In response, we’re beginning a new feature that looks at steps individuals can take to reduce their carbon footprint.We start in the kitchen, with the elephant in the room: the refrigerator.Recommendations vary slightly among government agencies and consumer groups, but the proper temperature for a household refrigerator is 37 to 40 degrees Fahrenheit (3 to 4 degrees Celsius).

Climate change driving up malnutrition rates in Pacific, UN warns

Climate change driving up malnutrition rates in Pacific, UN warns

Climate change is making people hungry – with nearly 100 million people across the world needing humanitarian food aid because of climate shocks last year – and a growing number of people are malnourished across the Pacific, a new United Nations report says.

How You Can Prepare to Evacuate Your Home for Hurricane Florence

How You Can Prepare to Evacuate Your Home for Hurricane Florence

How You Can Prepare to Evacuate Your Home for Hurricane Florence Here are some tips for getting ready: Make a plan, bring documents, close lids, clear the yard, blast the freezer.Illustration by Claire O'Neill/The New York TimesFor the latest updates, read our Hurricane Florence live briefing here.When a hurricane is poised to make landfall and the authorities issue an evacuation order, you may not have much time before you leave to protect your home from the storm — and from flooding.“People have a hard time internalizing, preparing for something that’s outside their realm of experience,” said J.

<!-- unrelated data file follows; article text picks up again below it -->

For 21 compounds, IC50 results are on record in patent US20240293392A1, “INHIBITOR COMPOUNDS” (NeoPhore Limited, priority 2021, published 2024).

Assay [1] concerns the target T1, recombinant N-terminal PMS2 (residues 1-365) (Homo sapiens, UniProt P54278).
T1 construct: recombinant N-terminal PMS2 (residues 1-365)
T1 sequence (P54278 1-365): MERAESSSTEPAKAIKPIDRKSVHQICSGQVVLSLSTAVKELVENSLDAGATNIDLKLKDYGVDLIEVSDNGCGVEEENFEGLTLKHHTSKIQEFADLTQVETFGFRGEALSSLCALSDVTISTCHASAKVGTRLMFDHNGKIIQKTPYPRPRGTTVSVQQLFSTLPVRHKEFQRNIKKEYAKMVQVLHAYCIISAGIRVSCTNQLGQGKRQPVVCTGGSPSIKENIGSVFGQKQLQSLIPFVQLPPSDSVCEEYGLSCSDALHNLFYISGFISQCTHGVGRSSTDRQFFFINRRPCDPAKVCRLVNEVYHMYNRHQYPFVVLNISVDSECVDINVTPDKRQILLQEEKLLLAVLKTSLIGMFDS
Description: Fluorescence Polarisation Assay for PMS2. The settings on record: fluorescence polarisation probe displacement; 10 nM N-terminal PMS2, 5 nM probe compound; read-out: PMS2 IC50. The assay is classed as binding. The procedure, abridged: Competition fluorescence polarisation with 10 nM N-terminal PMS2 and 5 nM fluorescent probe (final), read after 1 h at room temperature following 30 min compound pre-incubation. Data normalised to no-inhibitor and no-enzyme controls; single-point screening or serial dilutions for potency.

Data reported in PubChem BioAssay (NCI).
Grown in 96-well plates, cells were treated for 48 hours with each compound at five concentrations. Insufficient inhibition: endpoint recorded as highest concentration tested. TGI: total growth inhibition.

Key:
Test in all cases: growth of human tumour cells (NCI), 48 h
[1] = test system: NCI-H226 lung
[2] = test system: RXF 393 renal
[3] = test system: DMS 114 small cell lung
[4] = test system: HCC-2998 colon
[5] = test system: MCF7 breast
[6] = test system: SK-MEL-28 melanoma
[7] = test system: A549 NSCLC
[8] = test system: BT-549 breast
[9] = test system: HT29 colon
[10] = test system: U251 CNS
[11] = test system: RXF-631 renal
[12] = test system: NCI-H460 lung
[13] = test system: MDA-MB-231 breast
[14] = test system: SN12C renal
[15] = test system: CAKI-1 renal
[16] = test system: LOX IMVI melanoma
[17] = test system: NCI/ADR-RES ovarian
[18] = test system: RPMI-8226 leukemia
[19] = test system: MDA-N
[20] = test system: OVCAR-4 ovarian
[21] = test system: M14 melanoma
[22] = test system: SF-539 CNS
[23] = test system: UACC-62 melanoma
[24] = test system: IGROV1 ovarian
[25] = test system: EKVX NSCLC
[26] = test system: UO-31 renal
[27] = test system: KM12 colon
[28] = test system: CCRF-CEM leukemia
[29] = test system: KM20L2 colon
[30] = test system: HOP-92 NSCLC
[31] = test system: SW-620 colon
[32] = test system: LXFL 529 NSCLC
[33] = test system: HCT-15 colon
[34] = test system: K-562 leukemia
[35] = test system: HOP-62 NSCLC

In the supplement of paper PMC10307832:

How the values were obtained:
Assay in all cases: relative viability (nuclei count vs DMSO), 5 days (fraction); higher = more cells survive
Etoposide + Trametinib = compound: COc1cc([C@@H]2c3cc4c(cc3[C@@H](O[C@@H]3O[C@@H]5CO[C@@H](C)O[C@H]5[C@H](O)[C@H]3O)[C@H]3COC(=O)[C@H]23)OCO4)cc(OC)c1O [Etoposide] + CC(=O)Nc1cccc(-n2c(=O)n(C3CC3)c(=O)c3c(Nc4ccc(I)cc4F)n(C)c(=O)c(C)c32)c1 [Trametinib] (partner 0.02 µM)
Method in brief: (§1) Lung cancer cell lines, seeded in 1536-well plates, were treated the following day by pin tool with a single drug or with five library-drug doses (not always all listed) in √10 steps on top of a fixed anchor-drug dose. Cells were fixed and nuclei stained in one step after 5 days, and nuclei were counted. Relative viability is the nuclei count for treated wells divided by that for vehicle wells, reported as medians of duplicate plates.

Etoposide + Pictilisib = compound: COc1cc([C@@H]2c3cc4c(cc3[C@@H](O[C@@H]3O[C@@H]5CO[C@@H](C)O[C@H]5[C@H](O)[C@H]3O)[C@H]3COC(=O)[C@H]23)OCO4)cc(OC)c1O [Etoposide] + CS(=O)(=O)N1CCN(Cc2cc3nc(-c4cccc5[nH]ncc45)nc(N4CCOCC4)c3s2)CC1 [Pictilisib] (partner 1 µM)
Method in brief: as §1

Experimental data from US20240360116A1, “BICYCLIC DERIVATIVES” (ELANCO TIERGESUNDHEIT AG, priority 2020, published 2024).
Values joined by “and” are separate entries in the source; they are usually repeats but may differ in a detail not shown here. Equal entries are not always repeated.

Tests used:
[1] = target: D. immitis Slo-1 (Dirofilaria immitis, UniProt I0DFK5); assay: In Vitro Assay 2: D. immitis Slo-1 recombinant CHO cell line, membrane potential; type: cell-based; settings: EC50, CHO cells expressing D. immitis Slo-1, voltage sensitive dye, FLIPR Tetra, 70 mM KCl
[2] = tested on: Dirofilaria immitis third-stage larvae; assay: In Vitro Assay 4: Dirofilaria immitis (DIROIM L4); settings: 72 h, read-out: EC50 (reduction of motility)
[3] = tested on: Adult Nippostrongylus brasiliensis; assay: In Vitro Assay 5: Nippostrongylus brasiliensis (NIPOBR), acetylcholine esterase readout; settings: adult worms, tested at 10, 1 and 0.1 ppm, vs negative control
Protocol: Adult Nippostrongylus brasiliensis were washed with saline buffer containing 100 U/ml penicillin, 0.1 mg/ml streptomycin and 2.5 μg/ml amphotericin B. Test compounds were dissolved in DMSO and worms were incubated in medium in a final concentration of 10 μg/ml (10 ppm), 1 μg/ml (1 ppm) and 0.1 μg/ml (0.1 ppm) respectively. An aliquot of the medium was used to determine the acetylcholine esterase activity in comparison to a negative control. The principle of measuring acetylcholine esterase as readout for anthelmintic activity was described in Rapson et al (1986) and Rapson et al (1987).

Climate shocks an 'early warning call' to act on rising hunger, UN says

Climate shocks an 'early warning call' to act on rising hunger, UN says

Climate shocks such as droughts, floods and variable rainfall, are already causing a rise in hunger, a situation UN economists describe as an “early warning call” for action on food insecurity.

Global hunger levels rising due to extreme weather, UN warns

Global hunger levels rising due to extreme weather, UN warns

Global hunger has reverted to levels last seen a decade ago, wiping out progress on improving people’s access to food and leaving one in nine people undernourished last year, with extreme weather a leading cause, the UN has warned.

News Article: Global hunger continues to rise, new UN report says

"If we are to achieve a world without hunger and malnutrition in all its forms by 2030, it is imperative that we accelerate and scale up actions to strengthen the resilience and adaptive capacity of food systems and people's livelihoods in response to climate variability and extremes," the leaders said.